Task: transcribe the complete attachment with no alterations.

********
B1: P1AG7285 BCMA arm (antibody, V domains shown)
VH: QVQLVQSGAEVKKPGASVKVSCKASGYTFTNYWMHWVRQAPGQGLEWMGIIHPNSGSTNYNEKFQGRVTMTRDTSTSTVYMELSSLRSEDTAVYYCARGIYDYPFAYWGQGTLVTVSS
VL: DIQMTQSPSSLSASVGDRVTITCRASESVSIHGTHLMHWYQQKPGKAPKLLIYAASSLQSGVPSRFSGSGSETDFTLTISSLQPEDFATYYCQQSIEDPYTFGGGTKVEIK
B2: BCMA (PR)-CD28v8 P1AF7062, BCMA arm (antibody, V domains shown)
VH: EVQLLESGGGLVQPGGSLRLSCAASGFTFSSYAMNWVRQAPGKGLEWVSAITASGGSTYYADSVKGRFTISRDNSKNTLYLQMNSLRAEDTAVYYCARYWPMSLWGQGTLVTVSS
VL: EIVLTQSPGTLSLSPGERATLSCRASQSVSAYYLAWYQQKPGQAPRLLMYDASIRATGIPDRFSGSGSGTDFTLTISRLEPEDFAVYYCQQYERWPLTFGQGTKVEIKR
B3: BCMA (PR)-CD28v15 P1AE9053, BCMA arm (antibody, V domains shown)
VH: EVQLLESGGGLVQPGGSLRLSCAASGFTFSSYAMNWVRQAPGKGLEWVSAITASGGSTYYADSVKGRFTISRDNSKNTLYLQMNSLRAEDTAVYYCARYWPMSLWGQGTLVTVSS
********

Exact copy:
B1: P1AG7285 BCMA arm (antibody, V domains shown)
VH: QVQLVQSGAEVKKPGASVKVSCKASGYTFTNYWMHWVRQAPGQGLEWMGIIHPNSGSTNYNEKFQGRVTMTRDTSTSTVYMELSSLRSEDTAVYYCARGIYDYPFAYWGQGTLVTVSS
VL: DIQMTQSPSSLSASVGDRVTITCRASESVSIHGTHLMHWYQQKPGKAPKLLIYAASSLQSGVPSRFSGSGSETDFTLTISSLQPEDFATYYCQQSIEDPYTFGGGTKVEIK
B2: BCMA (PR)-CD28v8 P1AF7062, BCMA arm (antibody, V domains shown)
VH: EVQLLESGGGLVQPGGSLRLSCAASGFTFSSYAMNWVRQAPGKGLEWVSAITASGGSTYYADSVKGRFTISRDNSKNTLYLQMNSLRAEDTAVYYCARYWPMSLWGQGTLVTVSS
VL: EIVLTQSPGTLSLSPGERATLSCRASQSVSAYYLAWYQQKPGQAPRLLMYDASIRATGIPDRFSGSGSGTDFTLTISRLEPEDFAVYYCQQYERWPLTFGQGTKVEIKR
B3: BCMA (PR)-CD28v15 P1AE9053, BCMA arm (antibody, V domains shown)
VH: EVQLLESGGGLVQPGGSLRLSCAASGFTFSSYAMNWVRQAPGKGLEWVSAITASGGSTYYADSVKGRFTISRDNSKNTLYLQMNSLRAEDTAVYYCARYWPMSLWGQGTLVTVSS